Miantonomi had an estimated 1,000 men under his command. The Narragansett forces fell apart, and Miantonomi was captured and executed by Uncas' brother.
The following year, Narragansett war leader Pessicus renewed the war with the Mohegans, and the number of Narragansett allies grew.
The Mohegans were on the verge of defeat when the colonists came and saved them, sending troops to defend the Mohegan fort at Shantok. The colonists then threatened to invade Narragansett territory, so Canonicus and his son Mixanno signed a peace treaty. The peace lasted for the next 30 years.
King Philip's War: Metacomet subsequently declared war on the colonists in what the colonists called King Philip's War. Metacomet escaped an attempt to trap him in the Plymouth Colony, and the uprising spread across Massachusetts as other bands joined the fight, such as the Nipmuc. The Indians wanted to expel the colonists from New England. They waged successful attacks on settlements in Massachusetts and Connecticut, but Rhode Island was spared at the beginning, as the Narragansetts remained officially neutral.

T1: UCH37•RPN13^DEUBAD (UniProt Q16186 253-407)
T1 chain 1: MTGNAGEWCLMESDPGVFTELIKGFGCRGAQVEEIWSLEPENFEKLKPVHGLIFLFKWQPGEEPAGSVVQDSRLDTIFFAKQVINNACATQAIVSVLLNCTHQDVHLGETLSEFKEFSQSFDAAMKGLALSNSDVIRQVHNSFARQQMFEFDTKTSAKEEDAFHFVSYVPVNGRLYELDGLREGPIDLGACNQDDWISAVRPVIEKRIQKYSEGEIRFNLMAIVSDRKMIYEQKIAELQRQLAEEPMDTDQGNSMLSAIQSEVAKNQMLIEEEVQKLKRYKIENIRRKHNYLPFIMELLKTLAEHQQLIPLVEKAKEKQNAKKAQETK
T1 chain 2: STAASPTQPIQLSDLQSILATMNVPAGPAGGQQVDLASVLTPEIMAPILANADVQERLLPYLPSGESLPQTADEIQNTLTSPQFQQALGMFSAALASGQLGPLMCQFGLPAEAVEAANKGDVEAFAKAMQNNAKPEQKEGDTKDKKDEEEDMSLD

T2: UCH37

The leaders of the 13 Original Colonies accused the Narragansetts of harboring Wampanoag refugees. They made a preemptive attack on the Narragansett Palisade fortress in Rhode Island on December 19, 1675, in a battle that became known as the Great Swamp Fight.
Hundreds of Narragansett men, women, and children perished in the attack and burning of the fort, but nearly all their warriors escaped. In January 1676, colonist Joshua Tefft was hanged, drawn, and quartered by colonial forces at Smith's Castle in Wickford, Rhode Island.
He had fought on the side of the Narragansetts during the Great Swamp Fight and was considered a traitor.
The Indians retaliated in a widespread spring offensive beginning in February 1676, in which they destroyed all Colonial settlements on the western side of Narragansett Bay. They burned Providence on March 27, 1676, destroying Roger Williams' house, among others.